06/09/2008 05:31:56 PM · #9
Yes togtog, I already checked that and my battery charging life shows as new (all the way to the left). But thanks for the suggestion.
06/09/2008 05:39:38 PM · #10
Hmm sorry to hear that.
06/09/2008 05:56:51 PM · #11
Have you tried asking the Pros?

The folks here are great, but sometimes you just have to go to the source. :)
06/09/2008 06:39:41 PM · #12
also, if a battery (NiMH, NiCD and li-on) sits idle in higher temps. it tends to discharge faster. How hot is hat area you store the camera in?
06/09/2008 07:37:30 PM · #13
Did you read your manual? Mine specifically states that when not in use, the battery should be removed from the camera and the cover placed on. Left in the camera it will still emit a charge thus wearing the battery out over time. Also, a newly charged battery should not be put immediately into storage, it should be placed in the camera for use. I know I have a Canon and you have a Nikon, but it seems to me that it would still apply.

Just a thought :)
06/12/2008 11:57:32 AM · #14
The bigger ? is, why do you have a D300 that sits for weeks without shooting? I'd give my left n*# for that camera, and I certainly wouldn't let it "sit" for week's. Take that thing out and shoot. That is what the battery is made for..
07/07/2008 09:22:48 AM · #15
News Flash Update - The new 1.03 firmware update for the Nikon D300 corrected the battery drain problem I was experience. I know that I really need to start using my camera more often, but at least now, it won't get a dead battery every few weeks.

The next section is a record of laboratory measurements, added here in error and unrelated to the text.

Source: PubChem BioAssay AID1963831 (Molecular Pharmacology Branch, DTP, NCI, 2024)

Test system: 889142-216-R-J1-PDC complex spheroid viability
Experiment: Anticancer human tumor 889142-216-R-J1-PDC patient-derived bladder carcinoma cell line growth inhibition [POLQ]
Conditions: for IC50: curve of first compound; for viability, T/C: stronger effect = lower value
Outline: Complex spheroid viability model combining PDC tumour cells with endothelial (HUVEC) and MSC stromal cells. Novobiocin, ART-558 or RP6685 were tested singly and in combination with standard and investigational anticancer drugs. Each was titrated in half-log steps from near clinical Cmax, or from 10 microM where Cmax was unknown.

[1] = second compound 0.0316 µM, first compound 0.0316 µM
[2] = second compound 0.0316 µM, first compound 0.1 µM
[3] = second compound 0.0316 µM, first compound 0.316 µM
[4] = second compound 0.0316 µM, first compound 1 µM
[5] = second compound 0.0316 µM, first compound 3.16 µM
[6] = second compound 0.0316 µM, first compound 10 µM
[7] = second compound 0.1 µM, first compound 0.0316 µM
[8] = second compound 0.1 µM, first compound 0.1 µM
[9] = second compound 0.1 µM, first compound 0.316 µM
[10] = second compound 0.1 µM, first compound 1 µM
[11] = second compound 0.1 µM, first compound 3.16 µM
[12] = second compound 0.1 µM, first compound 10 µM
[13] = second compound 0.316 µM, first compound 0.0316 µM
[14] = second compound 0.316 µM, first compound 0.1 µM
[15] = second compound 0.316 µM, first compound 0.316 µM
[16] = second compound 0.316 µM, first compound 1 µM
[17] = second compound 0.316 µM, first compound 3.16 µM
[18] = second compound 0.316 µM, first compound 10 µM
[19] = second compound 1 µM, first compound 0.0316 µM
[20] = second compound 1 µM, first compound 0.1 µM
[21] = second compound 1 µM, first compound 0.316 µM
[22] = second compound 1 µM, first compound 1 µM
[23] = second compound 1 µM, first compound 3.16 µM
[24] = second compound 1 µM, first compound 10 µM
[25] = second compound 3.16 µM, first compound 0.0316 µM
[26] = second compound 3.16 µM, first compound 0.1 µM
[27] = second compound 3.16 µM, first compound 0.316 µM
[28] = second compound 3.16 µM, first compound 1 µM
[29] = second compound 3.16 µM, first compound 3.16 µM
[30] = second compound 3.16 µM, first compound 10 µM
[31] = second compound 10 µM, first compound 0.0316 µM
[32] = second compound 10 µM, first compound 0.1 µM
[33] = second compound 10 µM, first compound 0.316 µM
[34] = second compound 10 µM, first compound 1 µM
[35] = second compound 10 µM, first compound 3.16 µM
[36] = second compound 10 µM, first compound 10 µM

Thanks for the feedback everyone...
07/07/2008 09:43:22 AM · #16
Something worth noting, maybe (dive in and correct me if I'm misinforming here), is that while we've learned to allow batteries to run down as fully as possible before recharging, to ensure longer life and better capacity, this relates only to the NiMH and NiCD (nickel metal hydride and nickel cadmium?) types. Lithium ion (L-ion) batteries last longer if they're charged before running down. This applies even if the battery is only just under fully charged, I think.

So, if I'm right and it makes sense and isn't terribly inconvenient, then those who have D300s (counts to ten while wave of envy subsides) and are concerned about the life of their batteries might do well to whip them out and put them on charge as a matter of routine after every use.
07/07/2008 03:59:42 PM · #17
While I don't have a D300 (jealous smirk), with my D200, I notice that this happens to some extent as well.

My latest trend is to shoot more and I try to charge the batteries every time I know I'm going to go out. I keep one in camera, and one as a backup -- the backup is always charged the night before I know I'm going to shoot.

While this isn't perfect, I also have a car charger so I can put on to charge while I drive to wherever I intend to shoot -- and if necessary, leave it charging in the car and come back for it later when it's more charged. I then put the other on the car charger... continue indefinitely from what I've found.

Just my $0.02.